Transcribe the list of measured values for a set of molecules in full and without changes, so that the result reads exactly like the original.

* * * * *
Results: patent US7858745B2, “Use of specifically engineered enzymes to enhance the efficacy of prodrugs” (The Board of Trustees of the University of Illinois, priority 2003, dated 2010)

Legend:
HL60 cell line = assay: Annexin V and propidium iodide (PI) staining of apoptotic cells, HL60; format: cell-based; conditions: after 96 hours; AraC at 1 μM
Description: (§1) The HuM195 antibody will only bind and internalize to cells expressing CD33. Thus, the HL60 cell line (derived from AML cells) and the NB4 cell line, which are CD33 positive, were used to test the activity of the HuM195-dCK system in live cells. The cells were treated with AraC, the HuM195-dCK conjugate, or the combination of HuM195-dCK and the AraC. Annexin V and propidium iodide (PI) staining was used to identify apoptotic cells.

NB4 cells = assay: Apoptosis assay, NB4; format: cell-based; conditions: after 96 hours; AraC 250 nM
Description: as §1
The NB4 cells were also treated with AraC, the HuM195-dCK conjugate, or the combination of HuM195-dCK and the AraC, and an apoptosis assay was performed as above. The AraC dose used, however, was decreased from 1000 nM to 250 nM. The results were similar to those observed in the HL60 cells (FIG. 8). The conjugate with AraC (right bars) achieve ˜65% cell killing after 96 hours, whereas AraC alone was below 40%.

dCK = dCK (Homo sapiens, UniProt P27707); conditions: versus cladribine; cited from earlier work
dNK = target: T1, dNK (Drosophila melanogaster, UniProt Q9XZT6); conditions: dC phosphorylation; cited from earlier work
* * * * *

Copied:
Results: patent US7858745B2, “Use of specifically engineered enzymes to enhance the efficacy of prodrugs” (The Board of Trustees of the University of Illinois, priority 2003, dated 2010)

Legend:
HL60 cell line = assay: Annexin V and propidium iodide (PI) staining of apoptotic cells, HL60; format: cell-based; conditions: after 96 hours; AraC at 1 μM
Description: (§1) The HuM195 antibody will only bind and internalize to cells expressing CD33. Thus, the HL60 cell line (derived from AML cells) and the NB4 cell line, which are CD33 positive, were used to test the activity of the HuM195-dCK system in live cells. The cells were treated with AraC, the HuM195-dCK conjugate, or the combination of HuM195-dCK and the AraC. Annexin V and propidium iodide (PI) staining was used to identify apoptotic cells.

NB4 cells = assay: Apoptosis assay, NB4; format: cell-based; conditions: after 96 hours; AraC 250 nM
Description: as §1
The NB4 cells were also treated with AraC, the HuM195-dCK conjugate, or the combination of HuM195-dCK and the AraC, and an apoptosis assay was performed as above. The AraC dose used, however, was decreased from 1000 nM to 250 nM. The results were similar to those observed in the HL60 cells (FIG. 8). The conjugate with AraC (right bars) achieve ˜65% cell killing after 96 hours, whereas AraC alone was below 40%.

dCK = dCK (Homo sapiens, UniProt P27707); conditions: versus cladribine; cited from earlier work
dNK = target: T1, dNK (Drosophila melanogaster, UniProt Q9XZT6); conditions: dC phosphorylation; cited from earlier work